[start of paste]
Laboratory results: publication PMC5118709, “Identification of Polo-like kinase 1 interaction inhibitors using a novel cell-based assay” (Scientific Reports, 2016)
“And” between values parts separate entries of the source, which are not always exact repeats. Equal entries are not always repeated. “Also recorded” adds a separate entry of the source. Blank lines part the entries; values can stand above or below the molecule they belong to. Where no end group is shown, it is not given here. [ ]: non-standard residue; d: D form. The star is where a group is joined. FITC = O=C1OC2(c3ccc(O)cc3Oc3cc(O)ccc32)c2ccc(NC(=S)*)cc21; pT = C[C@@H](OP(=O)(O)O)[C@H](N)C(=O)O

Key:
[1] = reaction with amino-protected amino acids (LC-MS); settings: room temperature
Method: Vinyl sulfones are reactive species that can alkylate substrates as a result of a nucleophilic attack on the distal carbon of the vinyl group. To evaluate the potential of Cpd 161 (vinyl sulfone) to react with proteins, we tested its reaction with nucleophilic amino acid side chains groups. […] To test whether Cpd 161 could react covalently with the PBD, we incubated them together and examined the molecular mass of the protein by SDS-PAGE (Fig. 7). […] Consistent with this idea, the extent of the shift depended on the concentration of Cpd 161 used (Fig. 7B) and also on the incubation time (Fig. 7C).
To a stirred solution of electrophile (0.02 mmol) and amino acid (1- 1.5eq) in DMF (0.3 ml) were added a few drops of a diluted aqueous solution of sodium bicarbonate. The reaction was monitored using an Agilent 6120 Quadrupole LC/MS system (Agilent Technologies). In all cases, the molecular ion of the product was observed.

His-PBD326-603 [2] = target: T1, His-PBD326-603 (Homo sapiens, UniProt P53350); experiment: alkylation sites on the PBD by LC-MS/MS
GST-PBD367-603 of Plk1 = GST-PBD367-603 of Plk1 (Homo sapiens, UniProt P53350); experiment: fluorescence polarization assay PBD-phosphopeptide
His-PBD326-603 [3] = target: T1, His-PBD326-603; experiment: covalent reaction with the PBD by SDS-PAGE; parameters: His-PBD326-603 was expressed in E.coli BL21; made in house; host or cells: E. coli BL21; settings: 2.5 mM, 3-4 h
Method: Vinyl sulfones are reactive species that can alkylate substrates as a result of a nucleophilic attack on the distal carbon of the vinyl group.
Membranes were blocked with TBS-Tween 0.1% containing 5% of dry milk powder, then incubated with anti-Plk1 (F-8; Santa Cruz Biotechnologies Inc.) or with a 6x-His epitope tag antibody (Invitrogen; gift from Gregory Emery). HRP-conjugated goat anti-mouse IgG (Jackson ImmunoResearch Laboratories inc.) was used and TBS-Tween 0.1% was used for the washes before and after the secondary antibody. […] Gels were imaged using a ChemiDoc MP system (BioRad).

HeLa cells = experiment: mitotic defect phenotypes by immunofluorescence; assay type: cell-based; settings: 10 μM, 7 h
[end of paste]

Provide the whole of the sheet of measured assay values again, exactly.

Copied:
Laboratory results: publication PMC5118709, “Identification of Polo-like kinase 1 interaction inhibitors using a novel cell-based assay” (Scientific Reports, 2016)
“And” between values parts separate entries of the source, which are not always exact repeats. Equal entries are not always repeated. “Also recorded” adds a separate entry of the source. Blank lines part the entries; values can stand above or below the molecule they belong to. Where no end group is shown, it is not given here. [ ]: non-standard residue; d: D form. The star is where a group is joined. FITC = O=C1OC2(c3ccc(O)cc3Oc3cc(O)ccc32)c2ccc(NC(=S)*)cc21; pT = C[C@@H](OP(=O)(O)O)[C@H](N)C(=O)O

Key:
[1] = reaction with amino-protected amino acids (LC-MS); settings: room temperature
Method: Vinyl sulfones are reactive species that can alkylate substrates as a result of a nucleophilic attack on the distal carbon of the vinyl group. To evaluate the potential of Cpd 161 (vinyl sulfone) to react with proteins, we tested its reaction with nucleophilic amino acid side chains groups. […] To test whether Cpd 161 could react covalently with the PBD, we incubated them together and examined the molecular mass of the protein by SDS-PAGE (Fig. 7). […] Consistent with this idea, the extent of the shift depended on the concentration of Cpd 161 used (Fig. 7B) and also on the incubation time (Fig. 7C).
To a stirred solution of electrophile (0.02 mmol) and amino acid (1- 1.5eq) in DMF (0.3 ml) were added a few drops of a diluted aqueous solution of sodium bicarbonate. The reaction was monitored using an Agilent 6120 Quadrupole LC/MS system (Agilent Technologies). In all cases, the molecular ion of the product was observed.

His-PBD326-603 [2] = target: T1, His-PBD326-603 (Homo sapiens, UniProt P53350); experiment: alkylation sites on the PBD by LC-MS/MS
GST-PBD367-603 of Plk1 = GST-PBD367-603 of Plk1 (Homo sapiens, UniProt P53350); experiment: fluorescence polarization assay PBD-phosphopeptide
His-PBD326-603 [3] = target: T1, His-PBD326-603; experiment: covalent reaction with the PBD by SDS-PAGE; parameters: His-PBD326-603 was expressed in E.coli BL21; made in house; host or cells: E. coli BL21; settings: 2.5 mM, 3-4 h
Method: Vinyl sulfones are reactive species that can alkylate substrates as a result of a nucleophilic attack on the distal carbon of the vinyl group.
Membranes were blocked with TBS-Tween 0.1% containing 5% of dry milk powder, then incubated with anti-Plk1 (F-8; Santa Cruz Biotechnologies Inc.) or with a 6x-His epitope tag antibody (Invitrogen; gift from Gregory Emery). HRP-conjugated goat anti-mouse IgG (Jackson ImmunoResearch Laboratories inc.) was used and TBS-Tween 0.1% was used for the washes before and after the secondary antibody. […] Gels were imaged using a ChemiDoc MP system (BioRad).

HeLa cells = experiment: mitotic defect phenotypes by immunofluorescence; assay type: cell-based; settings: 10 μM, 7 h